Combustible Liquids Code, NFPA 30, and in the case of the IFC, the regulations are developed by the ICC
but tend to be consistent with NFPA codes, which in turn rely heavily on nationally recognized standards
that govern tank construction and tank venting including:

• ANSI/UL 142, Standard for Steel Aboveground Tanks for Flammable and Combustible Liquids
• ANSI/UL 58, Standard for Steel Underground Tanks for Flammable and Combustible Liquids
• API Standard 650, Welded Steel Tanks for Oil Storage
• API Standard 2000, Venting Atmospheric and Low-Pressure Storage Tanks

Tank venting is a complex subject that relies on the expertise of tank and vent manufacturers, testing
laboratories, mechanical engineers who may be charged with designing vent piping extensions, product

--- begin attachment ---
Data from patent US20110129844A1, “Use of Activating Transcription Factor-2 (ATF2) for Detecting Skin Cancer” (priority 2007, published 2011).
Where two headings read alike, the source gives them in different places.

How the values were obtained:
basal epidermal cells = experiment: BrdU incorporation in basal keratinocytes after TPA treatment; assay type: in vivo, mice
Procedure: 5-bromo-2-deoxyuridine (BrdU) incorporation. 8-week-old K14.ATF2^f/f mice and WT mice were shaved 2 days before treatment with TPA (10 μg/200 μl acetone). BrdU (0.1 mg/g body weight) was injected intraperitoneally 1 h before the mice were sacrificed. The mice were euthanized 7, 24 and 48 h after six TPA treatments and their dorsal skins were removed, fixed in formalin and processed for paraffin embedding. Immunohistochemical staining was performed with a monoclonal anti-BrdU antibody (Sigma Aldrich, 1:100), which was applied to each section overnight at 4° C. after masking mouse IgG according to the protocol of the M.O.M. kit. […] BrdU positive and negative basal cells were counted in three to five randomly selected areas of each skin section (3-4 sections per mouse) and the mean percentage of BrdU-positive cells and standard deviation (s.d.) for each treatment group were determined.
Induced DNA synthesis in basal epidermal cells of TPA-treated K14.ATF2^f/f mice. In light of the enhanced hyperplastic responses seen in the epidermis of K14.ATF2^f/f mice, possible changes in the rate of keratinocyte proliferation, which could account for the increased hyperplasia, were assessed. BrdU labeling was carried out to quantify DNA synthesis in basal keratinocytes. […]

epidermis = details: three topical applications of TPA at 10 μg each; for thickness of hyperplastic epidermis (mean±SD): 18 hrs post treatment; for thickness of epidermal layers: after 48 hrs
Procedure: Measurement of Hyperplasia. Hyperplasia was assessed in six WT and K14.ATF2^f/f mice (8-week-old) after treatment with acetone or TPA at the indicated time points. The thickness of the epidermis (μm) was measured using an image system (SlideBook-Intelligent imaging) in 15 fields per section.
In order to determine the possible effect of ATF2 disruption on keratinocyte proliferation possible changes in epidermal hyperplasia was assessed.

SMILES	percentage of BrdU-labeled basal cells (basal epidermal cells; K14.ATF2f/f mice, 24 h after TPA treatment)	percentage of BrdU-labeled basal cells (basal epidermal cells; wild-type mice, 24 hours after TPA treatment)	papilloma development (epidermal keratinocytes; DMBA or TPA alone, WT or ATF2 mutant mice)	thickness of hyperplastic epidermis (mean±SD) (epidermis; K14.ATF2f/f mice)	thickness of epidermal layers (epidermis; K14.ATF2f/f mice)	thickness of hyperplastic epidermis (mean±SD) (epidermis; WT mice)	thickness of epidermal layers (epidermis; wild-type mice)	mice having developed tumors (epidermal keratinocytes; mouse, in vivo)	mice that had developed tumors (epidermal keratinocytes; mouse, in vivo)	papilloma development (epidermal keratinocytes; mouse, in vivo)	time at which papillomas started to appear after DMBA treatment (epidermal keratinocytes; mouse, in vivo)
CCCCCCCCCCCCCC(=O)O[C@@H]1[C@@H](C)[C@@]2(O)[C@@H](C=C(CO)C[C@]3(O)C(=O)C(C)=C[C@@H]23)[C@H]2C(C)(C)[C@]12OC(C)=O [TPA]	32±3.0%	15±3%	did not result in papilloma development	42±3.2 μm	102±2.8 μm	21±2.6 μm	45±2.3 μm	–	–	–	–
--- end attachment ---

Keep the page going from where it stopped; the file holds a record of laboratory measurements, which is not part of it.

specialists who must be familiar with the properties of stored liquids, and the local authority having
jurisdiction who is charged with interpretation and enforcement of code requirements. Accordingly, the
answers offered in this article are general in nature and should not be used in the absence of qualified
experts responsible for overseeing the design and installation of tank vents.

With this background in mind, the following is a collection of commonly asked questions and answers
associated with fire code requirements for venting of flammable and combustible liquid storage tanks.

Question 1: Fire codes reference two types of venting, “normal” and “emergency.” What is the
difference between “normal” and “emergency” venting?